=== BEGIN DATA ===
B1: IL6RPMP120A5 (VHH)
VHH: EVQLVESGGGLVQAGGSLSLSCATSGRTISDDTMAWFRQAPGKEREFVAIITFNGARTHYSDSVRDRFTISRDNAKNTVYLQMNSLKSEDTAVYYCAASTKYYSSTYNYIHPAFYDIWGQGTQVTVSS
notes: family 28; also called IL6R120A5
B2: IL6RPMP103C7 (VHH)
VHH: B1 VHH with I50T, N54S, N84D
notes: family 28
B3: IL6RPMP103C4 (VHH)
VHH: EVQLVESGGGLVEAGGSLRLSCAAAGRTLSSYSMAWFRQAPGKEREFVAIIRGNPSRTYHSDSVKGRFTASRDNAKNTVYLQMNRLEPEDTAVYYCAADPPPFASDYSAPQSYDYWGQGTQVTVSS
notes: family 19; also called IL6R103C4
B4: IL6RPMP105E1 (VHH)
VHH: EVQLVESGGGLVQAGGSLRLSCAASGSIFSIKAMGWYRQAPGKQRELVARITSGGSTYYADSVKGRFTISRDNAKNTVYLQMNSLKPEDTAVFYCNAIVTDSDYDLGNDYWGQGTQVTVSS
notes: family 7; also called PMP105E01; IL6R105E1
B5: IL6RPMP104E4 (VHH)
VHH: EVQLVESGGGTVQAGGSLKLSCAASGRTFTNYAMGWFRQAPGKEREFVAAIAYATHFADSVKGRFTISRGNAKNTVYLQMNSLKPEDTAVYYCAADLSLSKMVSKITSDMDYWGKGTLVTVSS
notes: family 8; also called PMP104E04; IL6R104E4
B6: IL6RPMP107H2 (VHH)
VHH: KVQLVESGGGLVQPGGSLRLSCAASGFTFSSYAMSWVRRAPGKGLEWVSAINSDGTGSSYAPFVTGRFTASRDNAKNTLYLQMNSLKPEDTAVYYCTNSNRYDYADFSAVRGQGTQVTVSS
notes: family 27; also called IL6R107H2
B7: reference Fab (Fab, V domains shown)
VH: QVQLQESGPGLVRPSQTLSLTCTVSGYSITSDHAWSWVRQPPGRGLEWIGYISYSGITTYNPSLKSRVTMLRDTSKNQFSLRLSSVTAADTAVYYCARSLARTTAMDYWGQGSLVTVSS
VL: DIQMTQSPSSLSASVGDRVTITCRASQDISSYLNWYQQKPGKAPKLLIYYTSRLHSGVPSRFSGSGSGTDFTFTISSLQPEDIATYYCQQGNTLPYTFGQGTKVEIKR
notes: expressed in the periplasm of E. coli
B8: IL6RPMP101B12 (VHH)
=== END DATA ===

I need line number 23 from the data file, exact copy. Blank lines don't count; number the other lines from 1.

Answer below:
B8: IL6RPMP101B12 (VHH)